Thursday, February 17, 2011

Five works of contemporary Egyptian fiction

Humphrey Davies is one of the foremost contemporary Arabic-English literary translators, and has translated a wide variety of Arabic works. He has lived in Cairo for the past 35 years. He is a two-time winner of the Banipal Prize for Arabic Literary Translation. Days before the revolution ousted long-time Egyptian President Hosni Mubarak from power, Davies recommended five works of contemporary Egyptian fiction to Sophie Roell of FiveBooks, including:
The Yacoubian Building
Alaa Al Aswany

Your first book is Alaa Al Aswany’s The Yacoubian Building.

The Yacoubian Builiding is celebrated, possibly even notorious, for being a real bestseller — originally in Egypt and the Arab world and subsequently in the West, in English and in many other languages. It tells the story of a building in downtown Cairo, and the changes that have affected the building and its inhabitants. So it encapsulates the last 80 years of Egyptian history and it provides a series of extremely sharply drawn sketches of what you might call archetypal figures of our day. You have the aging aristocrat; you have the doorkeeper’s son who becomes a terrorist when his career ambitions are thwarted by the system. There’s a corrupt mega-businessman who winds up trying to battle the government when it wants to take what he considers too big of a bite of his business — and a whole range of other poor and middle class characters who are adapting to the situation as best they can. It’s beautifully written; it’s incredibly readable; it’s often very funny — and I suspect it will go on being read for many years as a kind of portrait of Egypt on the eve of the events that are taking place now.So it rings true? These are people you do actually meet?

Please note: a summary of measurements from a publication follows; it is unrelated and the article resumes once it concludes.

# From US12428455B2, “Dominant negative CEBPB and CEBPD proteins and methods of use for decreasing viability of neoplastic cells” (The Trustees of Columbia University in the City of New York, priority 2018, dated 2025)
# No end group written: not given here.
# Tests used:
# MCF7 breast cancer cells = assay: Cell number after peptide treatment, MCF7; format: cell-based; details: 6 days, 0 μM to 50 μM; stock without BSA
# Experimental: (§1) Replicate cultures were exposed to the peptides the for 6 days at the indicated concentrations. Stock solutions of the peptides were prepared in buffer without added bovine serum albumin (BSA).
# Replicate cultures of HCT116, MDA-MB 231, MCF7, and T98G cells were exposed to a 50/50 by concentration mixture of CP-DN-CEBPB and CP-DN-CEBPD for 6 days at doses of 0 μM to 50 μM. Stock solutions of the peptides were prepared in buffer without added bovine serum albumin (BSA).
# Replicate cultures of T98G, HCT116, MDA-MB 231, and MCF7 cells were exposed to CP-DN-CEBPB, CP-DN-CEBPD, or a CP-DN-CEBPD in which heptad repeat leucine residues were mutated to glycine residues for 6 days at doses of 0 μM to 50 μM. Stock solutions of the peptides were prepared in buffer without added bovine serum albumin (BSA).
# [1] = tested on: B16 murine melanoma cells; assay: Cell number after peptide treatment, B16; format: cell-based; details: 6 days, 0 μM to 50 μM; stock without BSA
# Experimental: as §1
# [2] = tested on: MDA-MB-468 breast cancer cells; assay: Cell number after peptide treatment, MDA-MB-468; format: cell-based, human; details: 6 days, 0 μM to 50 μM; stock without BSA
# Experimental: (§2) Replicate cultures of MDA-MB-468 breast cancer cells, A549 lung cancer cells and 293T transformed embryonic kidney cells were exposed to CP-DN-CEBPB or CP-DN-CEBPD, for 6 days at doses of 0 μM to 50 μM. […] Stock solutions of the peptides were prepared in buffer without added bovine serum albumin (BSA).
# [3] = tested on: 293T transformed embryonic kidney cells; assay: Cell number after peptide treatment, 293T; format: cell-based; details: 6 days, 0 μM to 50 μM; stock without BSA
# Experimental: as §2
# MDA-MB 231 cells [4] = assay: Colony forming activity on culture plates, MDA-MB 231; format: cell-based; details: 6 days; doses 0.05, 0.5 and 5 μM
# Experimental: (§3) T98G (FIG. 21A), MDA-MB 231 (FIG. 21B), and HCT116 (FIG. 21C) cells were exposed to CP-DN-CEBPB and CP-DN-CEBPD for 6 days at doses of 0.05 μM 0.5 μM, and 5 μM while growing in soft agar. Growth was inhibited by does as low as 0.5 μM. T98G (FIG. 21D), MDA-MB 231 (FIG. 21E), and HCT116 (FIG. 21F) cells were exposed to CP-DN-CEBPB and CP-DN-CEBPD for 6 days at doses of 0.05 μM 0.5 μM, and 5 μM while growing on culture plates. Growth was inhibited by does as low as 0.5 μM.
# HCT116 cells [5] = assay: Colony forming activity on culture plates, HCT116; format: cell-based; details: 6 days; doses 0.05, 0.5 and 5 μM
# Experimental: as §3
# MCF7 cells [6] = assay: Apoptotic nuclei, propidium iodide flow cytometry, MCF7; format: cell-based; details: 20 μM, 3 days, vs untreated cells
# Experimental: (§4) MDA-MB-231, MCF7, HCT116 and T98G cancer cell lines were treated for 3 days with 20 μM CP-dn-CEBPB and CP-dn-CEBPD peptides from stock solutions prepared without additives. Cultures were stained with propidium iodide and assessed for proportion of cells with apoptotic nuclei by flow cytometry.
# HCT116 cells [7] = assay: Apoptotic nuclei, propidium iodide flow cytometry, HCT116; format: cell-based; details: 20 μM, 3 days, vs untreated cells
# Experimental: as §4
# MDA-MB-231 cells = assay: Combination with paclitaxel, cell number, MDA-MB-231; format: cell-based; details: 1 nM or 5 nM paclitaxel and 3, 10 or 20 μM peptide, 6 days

I find them incredibly recognisable people, yes.

One of the reviews said it was ‘gripping’, which seems like a good sign.

Oh yes. I don’t suppose this was in the author’s mind, but it almost feels like a soap opera. Each new story, each thread, is taken to a certain point — and then he leaves it just at the point when you’re really, really keen to know what happens next and moves on to a different thread. It’s very deftly written.
Read about another novel recommended by Humphrey Davies at The Browser.

Also see: Eight of the best articles on the upheaval in Egypt.

--Marshal Zeringue